UPTOWN — The life of Monty and his mate Rose will be celebrated at their summer home in Montrose Beach after the male piping plover died last week.
The Monty memorial will take place at 6 p.m. May 25 at Montrose Beach, along the fence that separates the beach from the protected natural lakeshore area. The event will honor Monty, Rose and their family, Tamima Itani, lead volunteer with Chicago Piping Plovers group, announced Tuesday.
Monty died Friday, weeks after returning to Montrose Beach for a fourth summer. A volunteer bird watcher saw Monty collapse, and he was taken to Lincoln Park Zoo to determine what happened.
A spokesperson for the zoo said a necropsy is underway. The zoo expects to announce findings in a week or two.
With Monty’s death and Rose’s absence from Montrose Beach so far this year, bird watchers and volunteers are set to memorialize the piping plover pair that captured Chicago’s heart and advanced ecological causes in the city.
“They just have a really sweet personality,” Itani said after Monty’s death. “Monty had so much — he had so much character. He was used to busy beaches and navigated them very well. Sometimes he would literally come and land on the wall, not too far from us, and show off.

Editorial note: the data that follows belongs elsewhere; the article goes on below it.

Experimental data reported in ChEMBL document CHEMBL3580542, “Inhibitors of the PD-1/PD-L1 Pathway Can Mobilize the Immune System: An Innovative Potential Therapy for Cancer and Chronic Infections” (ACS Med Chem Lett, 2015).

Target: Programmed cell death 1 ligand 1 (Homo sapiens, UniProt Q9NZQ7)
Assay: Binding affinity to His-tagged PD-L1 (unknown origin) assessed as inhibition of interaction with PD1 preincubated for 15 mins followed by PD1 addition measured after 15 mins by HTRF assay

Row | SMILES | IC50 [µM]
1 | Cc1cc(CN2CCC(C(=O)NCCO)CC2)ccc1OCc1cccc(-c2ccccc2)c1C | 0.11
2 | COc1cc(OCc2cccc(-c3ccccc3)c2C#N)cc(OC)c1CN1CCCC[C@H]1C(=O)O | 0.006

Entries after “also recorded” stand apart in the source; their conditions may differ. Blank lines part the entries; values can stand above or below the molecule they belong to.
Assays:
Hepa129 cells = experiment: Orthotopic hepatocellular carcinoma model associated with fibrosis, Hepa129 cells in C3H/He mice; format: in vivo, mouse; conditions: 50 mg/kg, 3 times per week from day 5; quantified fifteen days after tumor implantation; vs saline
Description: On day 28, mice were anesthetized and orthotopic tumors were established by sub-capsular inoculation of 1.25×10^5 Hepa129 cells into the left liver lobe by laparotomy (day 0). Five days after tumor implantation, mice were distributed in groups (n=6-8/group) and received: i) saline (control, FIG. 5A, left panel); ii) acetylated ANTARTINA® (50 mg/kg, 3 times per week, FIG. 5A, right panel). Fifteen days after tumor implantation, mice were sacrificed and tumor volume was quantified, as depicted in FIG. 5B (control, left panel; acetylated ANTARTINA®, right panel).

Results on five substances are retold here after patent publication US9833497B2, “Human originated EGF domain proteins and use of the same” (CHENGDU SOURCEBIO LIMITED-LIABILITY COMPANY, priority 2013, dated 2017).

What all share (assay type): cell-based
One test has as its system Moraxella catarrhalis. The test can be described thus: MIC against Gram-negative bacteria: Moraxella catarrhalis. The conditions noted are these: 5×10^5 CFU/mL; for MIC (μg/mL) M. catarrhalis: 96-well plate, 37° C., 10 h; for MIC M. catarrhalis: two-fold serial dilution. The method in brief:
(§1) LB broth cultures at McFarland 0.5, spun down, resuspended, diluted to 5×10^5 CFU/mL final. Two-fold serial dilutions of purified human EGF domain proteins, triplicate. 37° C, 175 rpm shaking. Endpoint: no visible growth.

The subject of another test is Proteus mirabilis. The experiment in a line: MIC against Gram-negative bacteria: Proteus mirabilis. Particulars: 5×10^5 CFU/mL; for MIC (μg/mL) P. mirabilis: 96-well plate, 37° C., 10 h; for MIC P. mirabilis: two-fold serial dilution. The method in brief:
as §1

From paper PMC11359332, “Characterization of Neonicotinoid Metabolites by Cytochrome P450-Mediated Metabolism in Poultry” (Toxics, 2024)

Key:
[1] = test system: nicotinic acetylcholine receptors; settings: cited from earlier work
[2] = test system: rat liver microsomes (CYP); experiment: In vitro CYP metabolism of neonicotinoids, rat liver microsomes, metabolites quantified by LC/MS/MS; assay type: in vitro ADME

“It was like he was the king of Montrose. He just had so much personality.”
Monty hatched in June 2017, so he was just shy of 5 years old, Itani said. Piping plovers do typically live to be about 5, Itani said, though she has seen some get as old as 16.
Monty and Rose fascinated Chicago when they first nested at Montrose Beach in 2019, becoming the first Great Lakes piping plovers to nest in the city since the ’50s. They returned in 2020 and 2021 to raise chicks.
The birds caused a beachside music festival’s cancellation and the addition of acres to the Montrose natural preserve area, among other advances in natural preservation since their arrival.
Some of Monty and Rose’s chicks have gone on to nest in areas where, like Chicago, piping plovers are a rarity.
At the memorial for the birds, volunteers will recite stories of Monty and Rose, their experience advocating for the birds and how to further the cause of ecological preservation in Chicago.
For more on the planned commemoration, click here.
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